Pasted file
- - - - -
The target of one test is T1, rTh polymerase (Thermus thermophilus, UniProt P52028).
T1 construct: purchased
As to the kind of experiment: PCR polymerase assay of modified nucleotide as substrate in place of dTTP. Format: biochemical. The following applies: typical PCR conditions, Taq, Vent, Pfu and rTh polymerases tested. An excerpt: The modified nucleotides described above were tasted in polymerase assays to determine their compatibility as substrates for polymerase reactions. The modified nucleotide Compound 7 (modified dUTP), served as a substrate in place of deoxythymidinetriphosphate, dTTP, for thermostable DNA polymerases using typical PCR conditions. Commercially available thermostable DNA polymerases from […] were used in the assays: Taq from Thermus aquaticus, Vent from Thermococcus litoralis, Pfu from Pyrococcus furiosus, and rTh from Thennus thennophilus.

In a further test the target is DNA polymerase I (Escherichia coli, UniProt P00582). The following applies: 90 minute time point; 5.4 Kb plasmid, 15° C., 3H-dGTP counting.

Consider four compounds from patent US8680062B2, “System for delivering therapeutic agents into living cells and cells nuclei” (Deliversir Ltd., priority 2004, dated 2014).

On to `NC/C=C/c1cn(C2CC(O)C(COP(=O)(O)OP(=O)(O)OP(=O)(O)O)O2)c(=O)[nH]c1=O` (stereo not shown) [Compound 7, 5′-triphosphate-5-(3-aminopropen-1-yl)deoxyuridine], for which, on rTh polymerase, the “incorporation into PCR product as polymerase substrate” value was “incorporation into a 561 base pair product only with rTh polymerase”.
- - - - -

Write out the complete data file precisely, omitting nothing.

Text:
The target of one test is T1, rTh polymerase (Thermus thermophilus, UniProt P52028).
T1 construct: purchased
As to the kind of experiment: PCR polymerase assay of modified nucleotide as substrate in place of dTTP. Format: biochemical. The following applies: typical PCR conditions, Taq, Vent, Pfu and rTh polymerases tested. An excerpt: The modified nucleotides described above were tasted in polymerase assays to determine their compatibility as substrates for polymerase reactions. The modified nucleotide Compound 7 (modified dUTP), served as a substrate in place of deoxythymidinetriphosphate, dTTP, for thermostable DNA polymerases using typical PCR conditions. Commercially available thermostable DNA polymerases from […] were used in the assays: Taq from Thermus aquaticus, Vent from Thermococcus litoralis, Pfu from Pyrococcus furiosus, and rTh from Thennus thennophilus.

In a further test the target is DNA polymerase I (Escherichia coli, UniProt P00582). The following applies: 90 minute time point; 5.4 Kb plasmid, 15° C., 3H-dGTP counting.

Consider four compounds from patent US8680062B2, “System for delivering therapeutic agents into living cells and cells nuclei” (Deliversir Ltd., priority 2004, dated 2014).

On to `NC/C=C/c1cn(C2CC(O)C(COP(=O)(O)OP(=O)(O)OP(=O)(O)O)O2)c(=O)[nH]c1=O` (stereo not shown) [Compound 7, 5′-triphosphate-5-(3-aminopropen-1-yl)deoxyuridine], for which, on rTh polymerase, the “incorporation into PCR product as polymerase substrate” value was “incorporation into a 561 base pair product only with rTh polymerase”.